Sunday, September 23, 2012

Small Efforts Can Make a Big Difference


As you know from my last blog post, September is National Suicide Prevention Month. The leading national organization focused on suicide prevention, The Trevor Project ,  has launched a campaign to encourage conversation and support for the GLBTQ population. 

Celebrities Endorse “ Talk To Me “ Campaign

With Kevin McHale of Glee fame as a spokesperson, the “Talk to Me” Campaign  (see http://www.thetrevorproject.org/talktome2012)  has named September 27th as  Trevor Day.  Actor Daniel Radcliffe, “Harry Potter,” has since August 2009, given to The Trevor Lifeline,  the first and only nationwide 24 hour crisis and suicide prevention helpline for LGBTQ youth. Radcliffe is promoting the campaign on his Live Chat now on the website as well as You Tube and Google + pages.

How You Can Help. Participate on September 27th.

Here are five ways that you (or anyone) can show concern for a LGBTQ youth. They are:
  • ·      PLEDGE.  Take the “Talk To Me” pledge and promise to be a person that anyone can TALK to when they need a nonjudgmental person to listen.
  • ·      POST.  Write a message to a friend on a sticky note telling them you are there to talk if they ever need you, and leave it in a creative place: locker, lunch box, car. 
  • ·      WEAR. Wear and give out the Trevor gear in a “Talk To Me” kit that includes Tee Shirts.  It helps to spread the message.
  • ·      ACT.  Write a letter to the editor or to your local lawmaker to advocate for funding for inclusive suicide prevention training for school staff.
  • ·      SHARE. Add one of Talk To Me badges to your facebook/twitter profile image, on your website, page or blog.
  • ·      PHOTO GALLERY. You can also contribute to the #TrevorTalkToMe Photo Gallery.



Thursday, September 13, 2012

Suicide Prevention Day Lives On



Last Monday, September 10th, was World Suicide Prevention Day, designated by the World Health Organization to promote world-wide commitment and initiatives to prevent suicide. On that day, the 2012 National Strategy for Suicide Prevention was published by the National Action Alliance for Suicide Prevention and U.S. Surgeon General Regina Benjamin. The strategy details multiple goals for reducing suicide, such as integrating suicide prevention into health care policies and changing the way the public talks about suicide and suicide prevention.

Did you know that:

  • ·      The lifetime prevalence of suicide attempts in gay and bisexual male adolescents and adults was four times that of comparable heterosexual males.
  • ·      Lifetime suicide attempt rates among lesbian and bisexual females were almost twice those of heterosexual females.
  • ·      A 2009 study from the National Gay & Lesbian Task Force found that 41% of adult respondents reported suicide attempts.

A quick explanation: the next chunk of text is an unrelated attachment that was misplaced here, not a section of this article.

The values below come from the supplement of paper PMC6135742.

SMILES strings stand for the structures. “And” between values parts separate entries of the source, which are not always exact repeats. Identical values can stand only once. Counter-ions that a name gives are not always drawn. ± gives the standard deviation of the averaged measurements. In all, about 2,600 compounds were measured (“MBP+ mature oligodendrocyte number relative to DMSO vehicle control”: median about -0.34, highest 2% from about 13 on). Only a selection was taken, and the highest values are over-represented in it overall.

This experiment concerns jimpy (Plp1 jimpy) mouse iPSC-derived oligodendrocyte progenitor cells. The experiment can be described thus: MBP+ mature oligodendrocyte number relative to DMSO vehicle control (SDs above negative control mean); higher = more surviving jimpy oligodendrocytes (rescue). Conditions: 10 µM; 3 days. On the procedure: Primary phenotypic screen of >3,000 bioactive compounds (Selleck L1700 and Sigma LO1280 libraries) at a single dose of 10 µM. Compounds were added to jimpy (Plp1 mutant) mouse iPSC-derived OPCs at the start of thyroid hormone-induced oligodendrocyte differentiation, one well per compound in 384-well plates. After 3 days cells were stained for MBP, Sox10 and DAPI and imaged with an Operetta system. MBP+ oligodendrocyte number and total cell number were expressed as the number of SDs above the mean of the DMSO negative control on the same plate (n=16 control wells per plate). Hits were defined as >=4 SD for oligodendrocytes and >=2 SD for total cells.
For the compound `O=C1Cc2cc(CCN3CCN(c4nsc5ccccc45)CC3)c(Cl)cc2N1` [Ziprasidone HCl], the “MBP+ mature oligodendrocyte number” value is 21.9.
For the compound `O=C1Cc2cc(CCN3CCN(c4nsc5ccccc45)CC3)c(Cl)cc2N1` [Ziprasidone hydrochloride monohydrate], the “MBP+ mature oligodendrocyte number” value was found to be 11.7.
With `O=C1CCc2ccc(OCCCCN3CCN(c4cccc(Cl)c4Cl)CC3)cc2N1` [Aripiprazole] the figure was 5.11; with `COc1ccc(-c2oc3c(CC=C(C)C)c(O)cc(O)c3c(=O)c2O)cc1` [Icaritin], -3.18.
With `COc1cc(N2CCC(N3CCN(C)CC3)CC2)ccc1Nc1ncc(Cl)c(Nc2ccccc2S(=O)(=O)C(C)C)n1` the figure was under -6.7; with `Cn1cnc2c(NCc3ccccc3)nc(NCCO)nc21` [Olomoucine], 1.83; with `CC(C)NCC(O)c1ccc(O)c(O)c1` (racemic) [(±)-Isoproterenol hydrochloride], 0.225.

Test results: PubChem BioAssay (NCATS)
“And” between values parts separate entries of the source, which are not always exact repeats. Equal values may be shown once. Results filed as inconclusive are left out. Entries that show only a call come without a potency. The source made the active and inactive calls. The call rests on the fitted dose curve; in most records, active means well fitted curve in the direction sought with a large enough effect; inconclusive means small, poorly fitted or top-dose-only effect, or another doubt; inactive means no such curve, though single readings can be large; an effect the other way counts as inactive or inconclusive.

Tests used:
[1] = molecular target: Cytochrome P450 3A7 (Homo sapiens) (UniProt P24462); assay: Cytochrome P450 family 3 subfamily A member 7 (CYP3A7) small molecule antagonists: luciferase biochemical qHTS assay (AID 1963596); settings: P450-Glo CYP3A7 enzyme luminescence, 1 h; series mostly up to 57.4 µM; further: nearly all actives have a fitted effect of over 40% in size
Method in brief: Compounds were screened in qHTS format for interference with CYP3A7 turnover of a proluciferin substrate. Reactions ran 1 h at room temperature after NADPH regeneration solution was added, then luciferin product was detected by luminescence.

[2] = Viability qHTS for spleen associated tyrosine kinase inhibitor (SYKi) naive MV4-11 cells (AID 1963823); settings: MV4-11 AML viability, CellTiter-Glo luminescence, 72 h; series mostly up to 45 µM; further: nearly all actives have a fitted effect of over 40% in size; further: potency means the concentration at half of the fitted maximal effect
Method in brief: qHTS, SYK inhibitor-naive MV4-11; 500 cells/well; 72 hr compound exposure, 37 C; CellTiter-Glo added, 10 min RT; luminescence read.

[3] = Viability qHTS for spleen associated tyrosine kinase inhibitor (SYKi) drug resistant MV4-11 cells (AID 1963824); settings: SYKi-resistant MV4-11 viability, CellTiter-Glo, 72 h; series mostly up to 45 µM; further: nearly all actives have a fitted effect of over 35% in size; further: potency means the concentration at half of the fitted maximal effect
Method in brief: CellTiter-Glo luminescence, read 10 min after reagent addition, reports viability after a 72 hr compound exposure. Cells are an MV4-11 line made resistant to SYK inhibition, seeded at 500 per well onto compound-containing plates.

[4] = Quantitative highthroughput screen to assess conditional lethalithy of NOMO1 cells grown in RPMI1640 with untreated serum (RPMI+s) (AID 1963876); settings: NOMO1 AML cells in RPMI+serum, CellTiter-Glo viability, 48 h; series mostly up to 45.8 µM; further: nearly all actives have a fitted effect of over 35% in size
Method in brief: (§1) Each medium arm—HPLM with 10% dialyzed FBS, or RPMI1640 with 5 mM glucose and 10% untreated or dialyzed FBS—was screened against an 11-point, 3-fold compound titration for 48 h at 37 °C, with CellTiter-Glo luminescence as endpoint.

Why are these figures so high? It’s no wonder when The Gay Lesbian Straight Education Network (GLSEN) reports that 9 out of 10 GLBT teens (and younger) are the victims of anti-gay bullying. As we all know, the effects of bullying are negative: low self-esteem, self-hatred, and suicide ideation (thinking about it).

How Does Your School Counteract Bullying?

As most bullying happens in school or on a phone or computer screen (cyberbullying) away from parental eyes, parents need to know what is happening at their child’s school to combat this invasive problem. Find out if your school has the following:
·      Gay-Straight Alliance
·      Safespace kits provided by GLSEN
·      Punishment for the Bully
·      Training about GLBT issues for teachers, counselors, administrators 

If your school doesn’t have these safeguards, contact GLSEN (http://www.glsen.org/anti-bullying resources ) about instituting them. If GLSEN’s educational tools are not carried out in your child’s school, get in touch with the American Civil Liberties Union (http://www.aclu.org)

Safe Schools Improvement Act in Congress

There are only seven states (California, Iowa, Maryland, New Jersey, Oregon, Vermont and Washington State) that have laws that specifically protect GLBT students from bullying based on sexual orientation or gender identity.  Recently, the Safe Schools Improvement Act, legislation that would amend federal anti-bullying law to include sexual orientation and gender identity, was re-introduced in Congress. It would amend the Safe and Drug-Free Schools and Communities Act to require schools that receive federal funds to adopt codes of conduct specifically prohibiting bullying and harassment, including bullying on the basis of sexual orientation and gender identity, as well as race and religion.

Rehearse at Home About How to Deal with Bullying

Have a plan in place so your kids will be prepared for protecting themselves against bullies. See my blog posts: (http: //straightparentgaykid.blogspot.com “Parental Homework for Anti-Bullying Defenses,” and “Anti-Bullying Tactics Begin at Home,” 9.21.11).                                                                               For more tips on how to deal with bullying, see http: //About.com GLBT Teens "What GLBT Teens Can Do About Cyberbullying" and "What's the Deal With Anti-Gay Bullying and Harassment?"